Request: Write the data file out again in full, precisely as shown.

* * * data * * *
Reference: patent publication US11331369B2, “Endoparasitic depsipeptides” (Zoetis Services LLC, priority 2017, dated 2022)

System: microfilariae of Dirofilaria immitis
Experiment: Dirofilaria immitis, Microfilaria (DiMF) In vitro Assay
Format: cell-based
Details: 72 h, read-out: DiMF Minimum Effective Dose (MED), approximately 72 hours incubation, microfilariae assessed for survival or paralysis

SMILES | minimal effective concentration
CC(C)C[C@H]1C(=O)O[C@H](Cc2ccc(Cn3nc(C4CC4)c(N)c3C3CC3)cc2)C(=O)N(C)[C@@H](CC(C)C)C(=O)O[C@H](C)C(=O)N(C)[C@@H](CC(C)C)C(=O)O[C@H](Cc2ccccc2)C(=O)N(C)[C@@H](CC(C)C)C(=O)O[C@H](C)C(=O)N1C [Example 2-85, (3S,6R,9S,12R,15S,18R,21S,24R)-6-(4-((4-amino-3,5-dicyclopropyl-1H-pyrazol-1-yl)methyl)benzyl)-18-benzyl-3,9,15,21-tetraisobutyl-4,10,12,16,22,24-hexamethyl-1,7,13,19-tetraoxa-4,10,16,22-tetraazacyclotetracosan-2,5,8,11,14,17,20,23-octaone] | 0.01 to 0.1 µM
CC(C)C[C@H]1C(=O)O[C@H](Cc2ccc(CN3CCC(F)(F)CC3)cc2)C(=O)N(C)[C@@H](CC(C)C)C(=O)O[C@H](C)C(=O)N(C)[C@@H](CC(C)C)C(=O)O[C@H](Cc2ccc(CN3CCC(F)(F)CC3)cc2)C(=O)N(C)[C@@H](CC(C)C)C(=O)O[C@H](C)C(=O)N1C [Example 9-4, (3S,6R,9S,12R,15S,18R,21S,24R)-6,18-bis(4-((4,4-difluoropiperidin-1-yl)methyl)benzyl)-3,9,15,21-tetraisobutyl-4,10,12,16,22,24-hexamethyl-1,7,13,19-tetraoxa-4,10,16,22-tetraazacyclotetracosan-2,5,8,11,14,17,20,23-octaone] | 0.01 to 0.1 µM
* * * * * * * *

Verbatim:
Reference: patent publication US11331369B2, “Endoparasitic depsipeptides” (Zoetis Services LLC, priority 2017, dated 2022)

System: microfilariae of Dirofilaria immitis
Experiment: Dirofilaria immitis, Microfilaria (DiMF) In vitro Assay
Format: cell-based
Details: 72 h, read-out: DiMF Minimum Effective Dose (MED), approximately 72 hours incubation, microfilariae assessed for survival or paralysis

SMILES | minimal effective concentration
CC(C)C[C@H]1C(=O)O[C@H](Cc2ccc(Cn3nc(C4CC4)c(N)c3C3CC3)cc2)C(=O)N(C)[C@@H](CC(C)C)C(=O)O[C@H](C)C(=O)N(C)[C@@H](CC(C)C)C(=O)O[C@H](Cc2ccccc2)C(=O)N(C)[C@@H](CC(C)C)C(=O)O[C@H](C)C(=O)N1C [Example 2-85, (3S,6R,9S,12R,15S,18R,21S,24R)-6-(4-((4-amino-3,5-dicyclopropyl-1H-pyrazol-1-yl)methyl)benzyl)-18-benzyl-3,9,15,21-tetraisobutyl-4,10,12,16,22,24-hexamethyl-1,7,13,19-tetraoxa-4,10,16,22-tetraazacyclotetracosan-2,5,8,11,14,17,20,23-octaone] | 0.01 to 0.1 µM
CC(C)C[C@H]1C(=O)O[C@H](Cc2ccc(CN3CCC(F)(F)CC3)cc2)C(=O)N(C)[C@@H](CC(C)C)C(=O)O[C@H](C)C(=O)N(C)[C@@H](CC(C)C)C(=O)O[C@H](Cc2ccc(CN3CCC(F)(F)CC3)cc2)C(=O)N(C)[C@@H](CC(C)C)C(=O)O[C@H](C)C(=O)N1C [Example 9-4, (3S,6R,9S,12R,15S,18R,21S,24R)-6,18-bis(4-((4,4-difluoropiperidin-1-yl)methyl)benzyl)-3,9,15,21-tetraisobutyl-4,10,12,16,22,24-hexamethyl-1,7,13,19-tetraoxa-4,10,16,22-tetraazacyclotetracosan-2,5,8,11,14,17,20,23-octaone] | 0.01 to 0.1 µM